Just as Cullinan’s team proposed to invert the relationship of the late nineteenth-century building to site, they wanted to change that of the eighteenth-century ones as well by creating a series of small formal spaces round houses that had probably stood originally in a natural seeming landscaped park. But these alterations of perception seem justified in the light of changes that had happened to the buildings and their settings since they were put up; the architects were, after all, responding toconditions as they found them.
So far, I have largely been paraphrasing Cullinan’s evidence to the 1987 planning enquiry. It is extremely satisfactory to report that the original design intentions have now been carried out with great imagination and ingenuity.You enter through a new circular fountain courtin brick at the north-east corner of the complex. This leads to the reception area, relatively low, which expands in volume as it widens sideways to accommodate the staff and trainee dining areas, and as it rises over the pool; beyond is the view of the lake, exactly as promised.
But before you get dragged into the pool, the potential difficulty of moving from the north/south entrance axis to the east/west one of the office strips is simply resolved by inserting a curved reception desk which commands the area and from where visitors can be told to turn right to the offices.
If this sequence is not exactly a promenade architectumle, it seems appropriate in a building that has both semi-public areas andvery private ones: only a human filter can mediate between the two. After the right turn, a long toplit route towards Eastley End is revealed. It is terminatedby a half round stair which leads to a link with the old house. The light comes from the glass block path in the garden overhead. (This is a device that has been used to great effect elsewhere, notably in the sloping roof over the swimming pool.)
All along the luminous space are secretarial stations which are naturally lit and ventilated, even though they are right in the middle of the widest part of the new building. On each side, through the secretarial spaces, are the private offices which look out through continuous glass walls with sliding panels into the restful green courts. To the right (north) is the Eastley End court (the building itself is now converted to directors’ offices, boardroom, and reception rooms). The court is a formal affair, with a rectangular pool surrounded by lawns which complement the now delicately restored symmetry of the old house.
On the other side of the main office strip is the Fern court, much narrower than the other, but it is faced in cream tiles to compensate for its thinness and filled with fern-like plants and flowing water.
Unlike the double-banked middle strip of offices, the other three are virtually one room deep. But they share the same idiom: large, light rooms with glass walls looking on to tranquil gardens. To the south, the third internal open space, the Meadlake court, addresses its own old building (now converted to residential accommodation for trainees) and it is shaped partly because the old south garden wall took an angle north-eastwards at its eastern end. This angle is reflected in one on the other side of the court, giving this longest space an agreeable impression of being even longer by false perspective.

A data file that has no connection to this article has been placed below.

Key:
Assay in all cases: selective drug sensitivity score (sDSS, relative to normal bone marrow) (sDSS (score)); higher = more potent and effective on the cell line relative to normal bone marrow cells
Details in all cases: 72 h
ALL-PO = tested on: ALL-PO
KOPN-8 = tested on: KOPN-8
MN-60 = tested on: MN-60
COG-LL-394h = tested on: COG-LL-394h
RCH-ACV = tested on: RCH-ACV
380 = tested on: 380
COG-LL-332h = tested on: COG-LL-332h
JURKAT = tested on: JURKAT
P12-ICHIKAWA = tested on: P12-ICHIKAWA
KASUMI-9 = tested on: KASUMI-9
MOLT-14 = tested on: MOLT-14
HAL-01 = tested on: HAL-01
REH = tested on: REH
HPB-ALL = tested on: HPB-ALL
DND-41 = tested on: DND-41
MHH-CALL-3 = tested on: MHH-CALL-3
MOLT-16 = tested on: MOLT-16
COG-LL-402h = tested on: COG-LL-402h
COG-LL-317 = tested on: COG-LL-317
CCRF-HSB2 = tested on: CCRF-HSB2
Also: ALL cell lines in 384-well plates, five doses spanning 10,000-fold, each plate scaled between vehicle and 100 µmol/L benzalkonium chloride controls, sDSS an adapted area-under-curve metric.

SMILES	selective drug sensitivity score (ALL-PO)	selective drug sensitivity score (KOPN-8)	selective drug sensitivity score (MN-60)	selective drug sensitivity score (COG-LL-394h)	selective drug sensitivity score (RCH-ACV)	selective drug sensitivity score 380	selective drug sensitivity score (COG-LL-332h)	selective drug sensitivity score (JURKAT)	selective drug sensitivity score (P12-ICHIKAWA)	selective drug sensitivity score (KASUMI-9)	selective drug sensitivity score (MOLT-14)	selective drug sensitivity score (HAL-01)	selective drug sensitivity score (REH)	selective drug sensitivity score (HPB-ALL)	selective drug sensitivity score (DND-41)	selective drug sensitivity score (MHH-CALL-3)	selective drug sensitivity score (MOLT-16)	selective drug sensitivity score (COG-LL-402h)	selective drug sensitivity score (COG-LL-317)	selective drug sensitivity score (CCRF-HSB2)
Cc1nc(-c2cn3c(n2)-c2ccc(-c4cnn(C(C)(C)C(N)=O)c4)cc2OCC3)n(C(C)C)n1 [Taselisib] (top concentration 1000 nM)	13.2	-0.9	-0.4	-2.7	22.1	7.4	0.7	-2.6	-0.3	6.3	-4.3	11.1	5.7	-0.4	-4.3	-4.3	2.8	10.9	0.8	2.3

The upper part of the garden is ordered by strong geometry in its layout and a number of carefully controlled events. The old houses themselves rise above it so that their top parts seem to emerge as pavilions when seen from a distance. These are complemented by a new pavilion which houses the executive dining rooms over the staff dining rooms, and by a folly pavilion on the highest part of the garden, over the end of the swimming pool, which is an abstract, metal homage to Philip Webb’s lost masterpiece, Joldwyns. (Next to The Grange, Cullinan who, more than most, can claim to be the inheritor of the Arts and Crafts mantle makes homage to one of the founders of that movement.)
Another pavilion, a directors’ dining room, emerges southward from Eastley End at the upper level. This is in Neo-Georgian, well done in itself and complementary to the house, but almost the only moment in the scheme when the architects seem to have departed from their original principles. It is a bit worrying, because, for a moment, the team seems to have given in to the dreadful, naff spirit of revivalism promoted by the New Right in Britain today. But it is much better done than almost anything that has come from the drawing-boards of the camp which claims to inherit the eighteenth-century position. And, perhaps, it should be regarded as another folly, designed to show that, if proper late twentieth-century architects want to do Neo Georgian, they can do so with just as much ability as the adherents of the style, and do everything else as well: serving contemporary needs humanely, imaginatively and efficiently.
Perhaps the reason that we decided to put this excellent building into the AR’s Green issue was that it looks very green. But its inclusion here is justified for more than superficial reasons. Old buildings, and the invested energy they represent have been preserved. The new offices, with their thick layers of earth and insulation are very heat efficient, even with their outer glass walls. There is no energy expensive air-conditioning; the offices are protected from glare and excessive insolation by a sort of pergola structure which supports clipped hedges and Euclidian topiary.
A great new garden has been created, and a new morphology for large offices in the countryside. It draws deeply on the Arts and Crafts gardening canon (though it would have been good if the landscape architects, the Derek Lovejoy Partnership, who were responsible for everything that has not been clipped, had better understood Arts and Crafts precedents in planting). Taken as a whole, the scheme is wonderfully, poetically responsive to place, and to time, past and present-and to the needs of our beleaguered planet. And it is, in the strict eighteenth-century, Burkean sense, very beautiful.